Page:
SLO County Market Update / Federal Solar Tax Credit…
The federal residential solar energy credit is a tax credit that can be claimed on federal income taxes for a percentage of the cost of a solar system. In December 2020, Congress passed an extension of the ITC through the end of 2023, unless Congress renews it. There is no maximum amount that can be claimed.
The Details: The federal solar investment tax credit provides a 26% tax credit for systems installed in 2020-2022, and 22% for systems installed in 2023. (Systems installed before December 31, 2019 were eligible for a 30% tax credit.)
What is a Tax Credit: A tax credit is a dollar-for-dollar
reduction in the amount of income tax you would otherwise owe. For example, claiming a $1,000 federal tax credit reduces your federal income taxes due by $1,000. The federal tax credit is sometimes referred to as an Investment Tax Credit, or ITC. This is a nonrefundable tax credit, which means you will not get a tax refund for the amount of the tax credit that exceeds your tax liability. Homeowners may get a tax refund at the end of the year due to the tax credit, if the reduction in tax liability means there was overpayment during the year. However, you can carry over any unused amount of tax credit to the next tax year.
What expenses are included? Solar photovoltaic (PV) panels or PV cells used to power an attic fan (but not the fan itself). Contractor labor costs for onsite preparation, assembly, or original installation, including permitting fees, inspection costs, and developer fees. Balance-of-system equipment, including wiring, inverters, and mounting equipment. Energy storage devices that are charged exclusively by the associated solar PV panels, even if the storage is placed in service in a subsequent tax year to when the solar energy system is installed (however, the energy storage devices are still subject to the installation date requirements). Sales taxes on eligible expenses.
How to Claim: After seeking tax advice from a professional and ensuring you’re eligible for the credit, you can complete and attach IRS Form 5695 to your federal tax return. Instructions on filling out the form are available at irs.gov.
For more information: Visit www.energy.gov
Eligibility Requirements: The system must be placed in service during the tax year and generate electricity for a home located in the United States. Your solar PV system must have been installed between January 1, 2006, and December 31, 2023. The solar PV system must be located at your primary or secondary residence in the United States, or for an off-site community solar project, if the electricity generated is credited against, and does not exceed, your home’s electricity consumption. The IRS has permitted a taxpayer to claim a section 25D tax credit for purchase of a portion of a community solar project. You must own the solar PV system (i.e., you purchased it with cash or through financing but you are neither leasing nor are in an arrangement to purchase electricity generated by a system you do not own). The solar PV system must be new or being used for the first time. The credit can only be claimed on the “original installation” of the solar equipment.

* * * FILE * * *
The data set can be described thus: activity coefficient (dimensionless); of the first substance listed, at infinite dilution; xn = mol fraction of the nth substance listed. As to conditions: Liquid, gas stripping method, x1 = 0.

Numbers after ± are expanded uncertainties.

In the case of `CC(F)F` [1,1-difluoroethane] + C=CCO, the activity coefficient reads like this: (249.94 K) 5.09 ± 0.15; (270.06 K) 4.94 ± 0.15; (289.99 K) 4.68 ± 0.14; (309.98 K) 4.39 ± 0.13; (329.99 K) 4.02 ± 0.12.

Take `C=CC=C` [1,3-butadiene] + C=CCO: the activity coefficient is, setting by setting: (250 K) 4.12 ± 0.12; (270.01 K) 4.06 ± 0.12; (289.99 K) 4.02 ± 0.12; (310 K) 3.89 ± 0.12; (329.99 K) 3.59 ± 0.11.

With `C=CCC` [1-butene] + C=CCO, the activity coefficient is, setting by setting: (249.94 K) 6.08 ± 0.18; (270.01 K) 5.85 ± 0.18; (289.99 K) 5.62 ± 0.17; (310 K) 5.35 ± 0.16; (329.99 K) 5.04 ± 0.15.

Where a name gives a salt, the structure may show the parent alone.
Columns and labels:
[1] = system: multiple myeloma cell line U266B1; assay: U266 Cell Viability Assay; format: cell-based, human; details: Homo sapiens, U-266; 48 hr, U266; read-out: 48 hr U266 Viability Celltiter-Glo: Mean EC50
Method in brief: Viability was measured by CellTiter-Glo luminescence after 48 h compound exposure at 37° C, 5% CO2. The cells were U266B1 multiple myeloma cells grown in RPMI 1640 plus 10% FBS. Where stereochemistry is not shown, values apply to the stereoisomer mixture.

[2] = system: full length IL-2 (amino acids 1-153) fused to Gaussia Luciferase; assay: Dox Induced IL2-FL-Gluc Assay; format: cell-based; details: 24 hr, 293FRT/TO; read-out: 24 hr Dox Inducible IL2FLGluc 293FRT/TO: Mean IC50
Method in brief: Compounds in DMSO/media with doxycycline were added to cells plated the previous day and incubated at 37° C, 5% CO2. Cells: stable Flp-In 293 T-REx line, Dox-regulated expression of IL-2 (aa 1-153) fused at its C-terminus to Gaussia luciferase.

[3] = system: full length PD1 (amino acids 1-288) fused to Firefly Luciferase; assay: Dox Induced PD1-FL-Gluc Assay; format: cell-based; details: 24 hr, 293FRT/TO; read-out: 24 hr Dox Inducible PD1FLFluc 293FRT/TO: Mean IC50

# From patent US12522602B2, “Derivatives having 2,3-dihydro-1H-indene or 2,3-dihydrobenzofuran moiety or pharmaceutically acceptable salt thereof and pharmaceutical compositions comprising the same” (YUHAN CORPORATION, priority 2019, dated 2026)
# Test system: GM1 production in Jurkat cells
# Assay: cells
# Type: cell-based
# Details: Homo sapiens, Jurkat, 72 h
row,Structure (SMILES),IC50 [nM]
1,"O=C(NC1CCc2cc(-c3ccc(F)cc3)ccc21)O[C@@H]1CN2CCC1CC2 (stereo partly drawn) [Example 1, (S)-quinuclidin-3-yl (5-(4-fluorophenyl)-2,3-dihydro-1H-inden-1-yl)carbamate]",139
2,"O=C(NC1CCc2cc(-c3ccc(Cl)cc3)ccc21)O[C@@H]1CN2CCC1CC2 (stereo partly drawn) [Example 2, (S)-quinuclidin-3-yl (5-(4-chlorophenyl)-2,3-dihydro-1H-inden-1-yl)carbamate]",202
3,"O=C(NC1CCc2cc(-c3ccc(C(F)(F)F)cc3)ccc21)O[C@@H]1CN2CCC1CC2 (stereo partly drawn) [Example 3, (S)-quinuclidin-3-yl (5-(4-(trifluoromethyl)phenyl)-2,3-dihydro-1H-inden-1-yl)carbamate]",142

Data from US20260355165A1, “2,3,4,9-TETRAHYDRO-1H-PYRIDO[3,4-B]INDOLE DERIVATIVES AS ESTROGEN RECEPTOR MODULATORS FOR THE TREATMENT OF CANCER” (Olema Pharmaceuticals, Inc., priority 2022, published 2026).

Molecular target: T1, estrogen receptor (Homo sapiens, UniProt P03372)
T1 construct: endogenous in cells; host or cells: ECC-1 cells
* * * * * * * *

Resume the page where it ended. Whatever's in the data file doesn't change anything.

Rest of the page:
Other Solar Incentives:
Buy a home battery along with your rooftop panels in California, and you could get a rebate for the installation of the energy storage system. PG&E, SCE, and SDG&E customers may be eligible for this rebate, which can be as high as $1,000 per kilowatt-hour (kWh).
Eligible low-income households can receive a one-time up-front, capacity-based incentive of $3,000 for every kW of home solar installed. To qualify for SASH (Single-Family Affordable Solar Housing), the home must receive electrical service from PG&E, SCE, or SDG&E and be occupied by the homeowner/applicant. The household’s total income must be 80% or less of the Area Median Income (AMI) based on its most recent income tax return.
Add a new home solar installation in California or build a house with a solar panel system, and your property taxes won’t increase due to the added value to your property, until the end of 2024.
California holds 6 of the nation’s top 10 most expensive zip codes from 2021. It was the first year that New York City zip codes did not make the top 20.